Rent prices are perpetually unstable, and vary wildly from one corner of the UK to another. In some areas, a large chunk of peoples’ monthly earnings is spent on simply keeping a roof over their heads, while for others, the cost of living is much more manageable.
The hub of the country in terms of finance and politics, living in historic London comes at an eye-watering rental price. On average, people cannot afford to buy property in the city until they are in their 40s, which leaves a huge amount of London workers paying the average monthly rent of £1,418.
Many still choose to live in the capital, however, as the job market is better than anywhere else, but some claim that rent in the city amounts to more than 50% of their income.
Guildford, in Surrey, has one of the lowest crime rates in the UK. As a result, many people with young families relocate here from London, while still keeping their job in the city. Because of this rental prices don’t come cheap, and the average – in an area that varies hugely in price – is around £1,032 per person. This may seem slightly better than London, but is still far above the UK average.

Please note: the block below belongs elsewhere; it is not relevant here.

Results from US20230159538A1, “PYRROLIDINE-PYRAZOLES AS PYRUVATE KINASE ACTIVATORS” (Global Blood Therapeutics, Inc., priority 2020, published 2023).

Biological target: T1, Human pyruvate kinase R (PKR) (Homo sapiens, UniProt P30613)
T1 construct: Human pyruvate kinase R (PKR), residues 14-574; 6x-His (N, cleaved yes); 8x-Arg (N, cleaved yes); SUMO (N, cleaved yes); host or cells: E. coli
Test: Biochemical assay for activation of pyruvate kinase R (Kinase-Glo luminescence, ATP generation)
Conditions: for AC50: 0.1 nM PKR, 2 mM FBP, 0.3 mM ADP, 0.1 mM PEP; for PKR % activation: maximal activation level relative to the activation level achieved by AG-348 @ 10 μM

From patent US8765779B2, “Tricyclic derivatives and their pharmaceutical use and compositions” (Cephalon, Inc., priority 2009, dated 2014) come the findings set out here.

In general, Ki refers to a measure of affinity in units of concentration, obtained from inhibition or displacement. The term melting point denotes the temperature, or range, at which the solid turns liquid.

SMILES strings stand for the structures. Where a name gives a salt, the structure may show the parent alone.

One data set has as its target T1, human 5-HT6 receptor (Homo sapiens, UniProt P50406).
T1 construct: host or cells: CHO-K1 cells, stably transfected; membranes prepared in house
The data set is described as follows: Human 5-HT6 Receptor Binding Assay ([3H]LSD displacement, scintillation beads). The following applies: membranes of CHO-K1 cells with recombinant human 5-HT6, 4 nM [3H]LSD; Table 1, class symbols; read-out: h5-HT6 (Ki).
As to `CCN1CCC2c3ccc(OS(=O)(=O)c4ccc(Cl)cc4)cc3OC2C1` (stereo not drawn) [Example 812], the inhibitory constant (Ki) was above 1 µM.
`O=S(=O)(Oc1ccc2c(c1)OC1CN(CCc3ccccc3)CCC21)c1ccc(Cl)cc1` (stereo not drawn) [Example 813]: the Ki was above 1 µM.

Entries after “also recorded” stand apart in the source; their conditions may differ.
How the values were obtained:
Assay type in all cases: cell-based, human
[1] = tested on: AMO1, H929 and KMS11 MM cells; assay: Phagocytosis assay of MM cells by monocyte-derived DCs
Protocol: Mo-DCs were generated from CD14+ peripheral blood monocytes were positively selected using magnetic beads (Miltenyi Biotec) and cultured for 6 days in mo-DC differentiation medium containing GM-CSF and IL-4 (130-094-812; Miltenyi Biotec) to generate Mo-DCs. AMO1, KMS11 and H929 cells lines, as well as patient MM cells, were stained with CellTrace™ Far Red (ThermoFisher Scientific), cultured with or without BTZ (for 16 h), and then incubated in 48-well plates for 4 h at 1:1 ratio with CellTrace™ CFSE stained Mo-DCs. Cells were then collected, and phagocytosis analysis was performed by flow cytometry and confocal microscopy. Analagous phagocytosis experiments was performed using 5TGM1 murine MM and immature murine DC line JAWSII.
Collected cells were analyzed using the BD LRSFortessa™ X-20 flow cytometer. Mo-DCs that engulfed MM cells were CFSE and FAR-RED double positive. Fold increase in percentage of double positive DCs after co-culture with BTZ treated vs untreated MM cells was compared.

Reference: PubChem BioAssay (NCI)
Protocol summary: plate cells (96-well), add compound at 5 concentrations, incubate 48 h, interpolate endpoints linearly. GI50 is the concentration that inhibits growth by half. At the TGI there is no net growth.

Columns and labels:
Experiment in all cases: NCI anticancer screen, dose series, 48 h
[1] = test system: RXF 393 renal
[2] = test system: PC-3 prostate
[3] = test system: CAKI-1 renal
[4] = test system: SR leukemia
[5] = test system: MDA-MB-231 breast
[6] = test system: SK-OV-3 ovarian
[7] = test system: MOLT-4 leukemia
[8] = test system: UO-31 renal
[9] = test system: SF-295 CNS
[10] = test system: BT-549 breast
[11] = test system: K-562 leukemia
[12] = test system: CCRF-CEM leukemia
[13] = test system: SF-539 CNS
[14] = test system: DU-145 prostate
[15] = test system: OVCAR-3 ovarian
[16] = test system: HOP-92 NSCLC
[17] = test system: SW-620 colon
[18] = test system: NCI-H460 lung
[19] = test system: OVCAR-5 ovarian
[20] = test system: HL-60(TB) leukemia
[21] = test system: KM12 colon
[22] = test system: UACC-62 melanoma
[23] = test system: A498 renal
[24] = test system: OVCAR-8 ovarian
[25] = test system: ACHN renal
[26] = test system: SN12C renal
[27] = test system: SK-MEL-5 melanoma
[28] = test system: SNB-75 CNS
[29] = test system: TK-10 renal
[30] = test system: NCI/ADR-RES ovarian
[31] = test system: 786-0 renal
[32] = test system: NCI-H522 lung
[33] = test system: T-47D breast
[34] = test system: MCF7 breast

Bath is a highly sought-after area to live in. Known for having an excellent school system, again, it’s a popular choice for families making the move out of London. Rental prices in this beautiful, historic city reflect its plus points and grandeur, and average around £1,070 per person.
Brighton has become a hugely popular city, largely because of its prime, beachside location and direct, hour long train service to London. The popularity of this commute, naturally, raises rental prices, which means that to live in Brighton, you’d be looking at an average monthly rent of £1,045.
Like Brighton, Oxford is located well within an hour of London, making it popular for not just commuters of all ages, but students. The area is home to a renowned university atmosphere and numerous institutions in which to study higher education, and, to the delight of families, is a very safe place to settle down with youngsters. The result? An average monthly rent of £1,236.
Do you think these sky-high rents are worth the cost?